Karlie Kloss has fitness and beauty advice for you!
Karlie Kloss was just a leggy teenager from St. Louis when she shyly sauntered into the Teen Vogue offices for her very first go-see. "It's like I blinked and went from being a 14-year-old girl in Teen Vogue to a L'Oréal Paris spokeswoman!" the supermodel says of her ascent. This unassuming charm made her a bit of an anomaly back when chain-smoking and can't-sit-with-us attitudes ruled the runways. She was the smiley American girl who sent homemade cookies with handwritten thank-you notes after jobs. And thanks to years spent studying ballet, she approached modeling with the health-conscious discipline of an athlete. Even before gym pics flooded Instagram, fitness was more than a hobby for Karlie-it was a way of life.
Karlie was closing runway shows for Marc by Marc Jacobs by 15, and she had the luxury of wearing Dior to prom-but industry cred didn't exempt her from having normal teenage anxieties about her body. "I wore flats with my dress because I was at least a foot taller than my date," she remembers with a laugh. "It was an insecurity I always had." Turns out, the flats didn't stunt her prom style at all: "I outlasted everyone on the dance floor!" Heels or no, Karlie has managed to perfect the most recognizable walk on the runway. She's also helped usher in a friendlier brand of American "supers." But there is one thing even the nicest girl in fashion gets territorial about: her shampoo. "Growing up in a house full of girls, everyone shares everything, but I was always very protective of my shampoo," Karlie admits. "I forced my mom to make sure I had my own special ones from L'Oréal-they were great at volumizing my fine hair." (Her go-to: L'Oréal Paris Volume Filler Thickening Shampoo.)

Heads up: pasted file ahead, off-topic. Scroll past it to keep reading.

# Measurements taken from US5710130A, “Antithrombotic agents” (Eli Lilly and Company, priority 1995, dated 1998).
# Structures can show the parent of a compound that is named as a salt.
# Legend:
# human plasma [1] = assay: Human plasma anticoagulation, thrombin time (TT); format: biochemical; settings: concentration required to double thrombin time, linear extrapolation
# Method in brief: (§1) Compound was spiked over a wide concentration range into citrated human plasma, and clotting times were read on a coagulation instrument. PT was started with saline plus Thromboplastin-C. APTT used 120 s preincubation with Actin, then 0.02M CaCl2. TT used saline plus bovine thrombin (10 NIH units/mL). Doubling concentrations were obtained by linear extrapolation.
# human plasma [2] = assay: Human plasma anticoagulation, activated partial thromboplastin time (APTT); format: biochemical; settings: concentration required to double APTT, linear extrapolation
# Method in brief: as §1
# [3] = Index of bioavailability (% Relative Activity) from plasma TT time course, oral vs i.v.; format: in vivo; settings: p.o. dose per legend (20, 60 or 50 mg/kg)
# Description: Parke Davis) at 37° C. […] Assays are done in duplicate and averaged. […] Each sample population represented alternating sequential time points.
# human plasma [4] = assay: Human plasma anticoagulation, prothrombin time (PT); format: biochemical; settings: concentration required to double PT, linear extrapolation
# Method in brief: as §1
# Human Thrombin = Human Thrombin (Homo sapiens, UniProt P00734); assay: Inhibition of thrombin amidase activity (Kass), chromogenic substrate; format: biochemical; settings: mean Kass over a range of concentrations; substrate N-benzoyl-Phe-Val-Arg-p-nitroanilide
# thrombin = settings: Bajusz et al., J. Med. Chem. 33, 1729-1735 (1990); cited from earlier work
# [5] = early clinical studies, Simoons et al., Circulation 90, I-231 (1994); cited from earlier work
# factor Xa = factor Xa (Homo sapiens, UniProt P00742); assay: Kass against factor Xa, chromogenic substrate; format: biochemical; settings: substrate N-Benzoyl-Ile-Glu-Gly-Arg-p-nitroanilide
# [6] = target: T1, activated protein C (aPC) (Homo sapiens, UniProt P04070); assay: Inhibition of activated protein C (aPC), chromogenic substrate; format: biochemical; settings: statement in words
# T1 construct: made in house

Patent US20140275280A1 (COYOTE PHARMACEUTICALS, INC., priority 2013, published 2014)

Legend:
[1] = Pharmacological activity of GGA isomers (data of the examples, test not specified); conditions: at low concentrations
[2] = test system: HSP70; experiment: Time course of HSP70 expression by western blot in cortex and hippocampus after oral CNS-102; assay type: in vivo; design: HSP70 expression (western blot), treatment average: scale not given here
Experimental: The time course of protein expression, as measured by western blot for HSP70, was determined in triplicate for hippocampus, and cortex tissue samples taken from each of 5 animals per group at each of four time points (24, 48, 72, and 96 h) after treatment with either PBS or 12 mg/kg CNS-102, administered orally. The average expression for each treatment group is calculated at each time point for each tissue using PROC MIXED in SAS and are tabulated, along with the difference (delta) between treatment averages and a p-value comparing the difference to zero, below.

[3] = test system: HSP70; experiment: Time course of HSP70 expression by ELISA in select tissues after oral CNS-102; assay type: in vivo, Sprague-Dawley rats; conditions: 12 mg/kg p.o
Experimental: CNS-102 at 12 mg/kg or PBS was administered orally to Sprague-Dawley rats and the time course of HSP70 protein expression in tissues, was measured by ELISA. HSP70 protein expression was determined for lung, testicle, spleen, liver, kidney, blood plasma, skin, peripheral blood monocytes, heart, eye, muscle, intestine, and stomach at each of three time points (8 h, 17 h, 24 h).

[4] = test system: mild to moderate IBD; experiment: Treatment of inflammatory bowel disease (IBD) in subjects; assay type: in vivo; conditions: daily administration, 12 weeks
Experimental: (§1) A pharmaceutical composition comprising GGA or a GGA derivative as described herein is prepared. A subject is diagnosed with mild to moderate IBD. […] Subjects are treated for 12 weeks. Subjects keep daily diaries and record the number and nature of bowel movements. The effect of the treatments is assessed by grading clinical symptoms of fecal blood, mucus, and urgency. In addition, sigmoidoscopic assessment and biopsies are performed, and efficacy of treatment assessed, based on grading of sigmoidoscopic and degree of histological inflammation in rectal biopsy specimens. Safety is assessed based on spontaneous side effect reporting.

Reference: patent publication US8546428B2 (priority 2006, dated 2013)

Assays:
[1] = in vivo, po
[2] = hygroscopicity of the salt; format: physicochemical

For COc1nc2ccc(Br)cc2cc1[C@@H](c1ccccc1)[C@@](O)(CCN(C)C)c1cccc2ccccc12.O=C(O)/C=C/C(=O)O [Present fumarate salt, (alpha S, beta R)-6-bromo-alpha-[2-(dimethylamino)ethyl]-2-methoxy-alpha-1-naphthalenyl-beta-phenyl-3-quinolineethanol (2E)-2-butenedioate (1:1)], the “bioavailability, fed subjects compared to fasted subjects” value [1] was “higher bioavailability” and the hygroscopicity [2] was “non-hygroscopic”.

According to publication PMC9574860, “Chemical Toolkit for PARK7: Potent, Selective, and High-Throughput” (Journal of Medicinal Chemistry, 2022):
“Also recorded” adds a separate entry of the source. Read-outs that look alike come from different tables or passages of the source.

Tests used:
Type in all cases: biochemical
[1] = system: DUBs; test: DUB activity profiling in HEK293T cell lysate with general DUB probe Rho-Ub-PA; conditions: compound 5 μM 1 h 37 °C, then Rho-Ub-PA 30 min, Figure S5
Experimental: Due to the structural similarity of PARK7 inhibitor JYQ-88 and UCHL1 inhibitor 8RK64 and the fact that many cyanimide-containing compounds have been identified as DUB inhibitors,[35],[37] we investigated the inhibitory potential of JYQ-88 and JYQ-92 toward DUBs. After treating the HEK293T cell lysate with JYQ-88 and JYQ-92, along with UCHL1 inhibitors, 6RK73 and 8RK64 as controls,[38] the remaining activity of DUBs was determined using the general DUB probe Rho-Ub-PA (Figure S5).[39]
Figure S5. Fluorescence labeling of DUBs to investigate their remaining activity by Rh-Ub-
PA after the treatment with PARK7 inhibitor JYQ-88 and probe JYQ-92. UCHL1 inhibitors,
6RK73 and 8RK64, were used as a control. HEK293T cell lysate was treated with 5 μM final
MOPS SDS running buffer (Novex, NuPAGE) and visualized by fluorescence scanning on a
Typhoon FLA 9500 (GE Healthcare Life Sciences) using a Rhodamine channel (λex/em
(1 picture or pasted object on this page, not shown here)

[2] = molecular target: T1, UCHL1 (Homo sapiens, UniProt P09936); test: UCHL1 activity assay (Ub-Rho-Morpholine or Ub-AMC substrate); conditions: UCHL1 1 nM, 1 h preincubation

Reflecting on her biggest year ever-with highlights that include landing her first American Vogue cover, scoring a Nike contract, and spinning her Karlie's Kookies partnership with Momofuku Milk Bar into a thriving philanthropic initiative-Karlie ends our chat with some serious food for thought: "I always want to continue to learn. I overcame the insecurities I had as a teenager through being the best I could be. Part of that means making yourself the strongest, smartest, healthiest version of you. I think that's what gave me the confidence to be proud when I stepped out on that runway," she says. "Even if I am taller than all the boys!"
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